5 things we learned about GDPR in 2018
Love it or hate it, the arrival of the General Data Protection Regulation became the biggest topic — and cause of hand-wringing — for advertising companies across Europe in 2018.
One of the biggest challenges facing publishers, agencies, advertisers and ad tech vendors has been the breadth of the law’s interpretation, which has, in turn, resulted in a chaotic and confusing online experience for European users.
Here are five things we learned about GDPR in 2018.
It highlighted Google’s power
If the law was partly an attempt by the EU to reduce the power of Facebook and Google, we can safely chalk that up to a hard fail. Google’s relationship with major publishers became deeply fraught in the weeks around the law’s arrival. The tech giant’s failure to inform publishers (and media buyers) of its own strict interpretation of the law until the ninth hour caused massive issues that reverberated across the whole digital ad ecosystem. Unsurprisingly, volumes on AdX surged in the few days after May 25, while other ad tech vendors saw their volumes drop hard, according to ad tech and agency executives.
Google has battled anti-competitive charges in Brussels for years and won’t want to attract unwanted attention from regulators on whether its GDPR compliance strategy is working to its own commercial advantage. But its large logged-in user base naturally gives it an advantage that publishers don’t have on their own (hence so many GDPR alliances). Google has so far gone its own route with GDPR, but there are signs of more cooperation with the rest of the industry. Regardless, any change Google makes to its GDPR strategy will have ramifications for everyone else.
Trust between partners will take time to repair
Procrastination was the only common pattern of behavior in the media industry when it came to preparation for GDPR. During the last-minute scramble to get ready, swathes of businesses tried to hoist the burden of liability onto any partner in their digital ad supply chain who’d willingly sign — or bow to pressure to sign — updated contracts.
Clients wanted agencies to assume risks, while agencies insisted publishers assume them. Publishers then did the same to tech vendors in one giant game of hot potato. Meanwhile, publishers felt pressured by Group M, Publicis and Google, who they claimed used their size to push their own agendas. Google’s lack of consideration for publishers and other vendors when it came to forewarning them of its plans has also caused deep skepticism of its motives.
Discussions around the adoption of the Interactive Advertising Bureau Europe’s attempt at creating an industry standard, albeit a far-from-perfect one, has become an exercise in publishers and ad tech vendors relearning to trust each other.
Regulators are just getting started
Regulators were pretty quiet for the first six months after the law’s arrival. Then there came a flurry of fines and warnings. The ICO issued heavy penalties to companies including Facebook, which received warning of a £500,000 ($661,000) fine for its part in the Cambridge Analytica scandal. Uber also got slapped with a £385,000 ($485,000) fine for failing to protect customer data during a cyber attack. Both were fines that predated GDPR, however, and so were under the more lenient fining conditions of the Data Protection Act. Next year, that won’t be the case.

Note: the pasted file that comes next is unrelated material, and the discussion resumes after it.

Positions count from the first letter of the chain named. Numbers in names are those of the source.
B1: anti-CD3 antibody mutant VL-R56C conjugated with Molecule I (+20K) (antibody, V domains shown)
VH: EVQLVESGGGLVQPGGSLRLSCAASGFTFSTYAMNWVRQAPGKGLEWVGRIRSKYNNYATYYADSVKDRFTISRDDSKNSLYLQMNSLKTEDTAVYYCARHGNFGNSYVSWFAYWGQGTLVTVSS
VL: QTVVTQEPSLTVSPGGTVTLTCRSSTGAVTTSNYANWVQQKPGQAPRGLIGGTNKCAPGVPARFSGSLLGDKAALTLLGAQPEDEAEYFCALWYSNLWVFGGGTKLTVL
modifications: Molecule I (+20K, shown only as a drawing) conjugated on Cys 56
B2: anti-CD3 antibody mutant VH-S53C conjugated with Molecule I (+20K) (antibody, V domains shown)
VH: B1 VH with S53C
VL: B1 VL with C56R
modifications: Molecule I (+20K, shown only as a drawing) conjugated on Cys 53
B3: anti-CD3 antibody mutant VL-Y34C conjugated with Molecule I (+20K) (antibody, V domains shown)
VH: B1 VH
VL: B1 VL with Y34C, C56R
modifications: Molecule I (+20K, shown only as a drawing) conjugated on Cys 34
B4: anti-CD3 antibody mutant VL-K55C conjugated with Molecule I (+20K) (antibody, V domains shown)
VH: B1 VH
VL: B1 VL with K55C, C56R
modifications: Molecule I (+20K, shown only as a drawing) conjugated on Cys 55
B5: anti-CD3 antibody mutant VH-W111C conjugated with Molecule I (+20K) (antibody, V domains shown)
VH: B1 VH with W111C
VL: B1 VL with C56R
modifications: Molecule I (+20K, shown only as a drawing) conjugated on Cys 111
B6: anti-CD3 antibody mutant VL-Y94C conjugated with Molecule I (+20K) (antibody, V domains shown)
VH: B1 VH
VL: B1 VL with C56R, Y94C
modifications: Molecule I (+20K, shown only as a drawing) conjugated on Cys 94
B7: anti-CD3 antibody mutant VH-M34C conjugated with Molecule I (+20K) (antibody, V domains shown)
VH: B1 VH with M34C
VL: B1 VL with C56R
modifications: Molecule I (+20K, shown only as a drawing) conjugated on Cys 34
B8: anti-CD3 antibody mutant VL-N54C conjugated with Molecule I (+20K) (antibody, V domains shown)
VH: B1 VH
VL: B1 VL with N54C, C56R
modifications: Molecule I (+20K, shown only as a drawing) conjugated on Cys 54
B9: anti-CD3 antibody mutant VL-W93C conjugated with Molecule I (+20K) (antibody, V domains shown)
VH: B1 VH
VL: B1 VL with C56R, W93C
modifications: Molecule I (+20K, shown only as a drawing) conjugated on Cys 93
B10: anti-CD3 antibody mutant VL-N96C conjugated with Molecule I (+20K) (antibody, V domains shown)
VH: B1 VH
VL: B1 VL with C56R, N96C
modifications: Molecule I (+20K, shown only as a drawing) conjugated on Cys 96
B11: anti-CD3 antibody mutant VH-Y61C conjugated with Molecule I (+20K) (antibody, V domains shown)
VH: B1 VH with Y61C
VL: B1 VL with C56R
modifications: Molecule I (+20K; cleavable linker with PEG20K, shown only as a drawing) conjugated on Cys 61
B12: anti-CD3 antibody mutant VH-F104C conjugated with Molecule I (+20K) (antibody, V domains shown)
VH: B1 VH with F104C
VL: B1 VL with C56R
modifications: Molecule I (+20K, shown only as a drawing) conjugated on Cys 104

French data protection authority CNIL has come down hard on location ad tech vendors, issuing public warnings to ad tech vendors Fidzup, Teemo and, in November, Vectaury, which attracted a lot of attention. Although fines weren’t issued, the orders given to companies like Vectaury to get compliant could spell the end of some current ad tech business models.
“Assumed-consent” strategies are popular but risky
There’s a reason gaining GDPR consent has been described by some in ad tech as “a wobbly wagon.” The lack of standardization of consent management systems — which collect and store information on which users have given consent to be served personalized ads — has resulted in a messy online experience for people in Europe. And some publishers are uncertain they’re seeing the right opt-in rates due to CMP glitches. Those that are boasting super high opt-in rates of above 80 percent, are likely not doing much by way of compliance, according to ad tech sources. A common approach has been one of assumed consent, meaning that if a user continues to click through to articles after being notified, that’s a signal that consent has been given. But that’s a route regulators may not look kindly on.
“It’s hard to say how big an impact GDPR has been on monetization for publishers because the very large majority have not been doing things compliantly since the start,” said an ad tech executive who requested anonymity due to having a lot of publisher clients. That said, until regulators show their cards, most publishers will take the path of least resistance.
Good news for U.S. publishers in Europe
In November, U.K. regulator the ICO reprimanded the Washington Post’s approach to gathering consent, through which it offers a paid premium subscription in return for no ads and no tracking. The only free option requires the reader to give consent to be tracked in return for access to a selection of articles. The ICO ruled that this approach was in breach of GDPR. However, what was notable was the ICO’s watery delivery of the warning and lack of follow-through. The ICO stated that it had written to the Washington Post and told the publisher that its current approach isn’t compliant but stated merely that it “hoped” its warning would be heeded.
That could bode well for other U.S. publishers, such as the Los Angeles Times and the Chicago Tribune, which have closed their sites in Europe.
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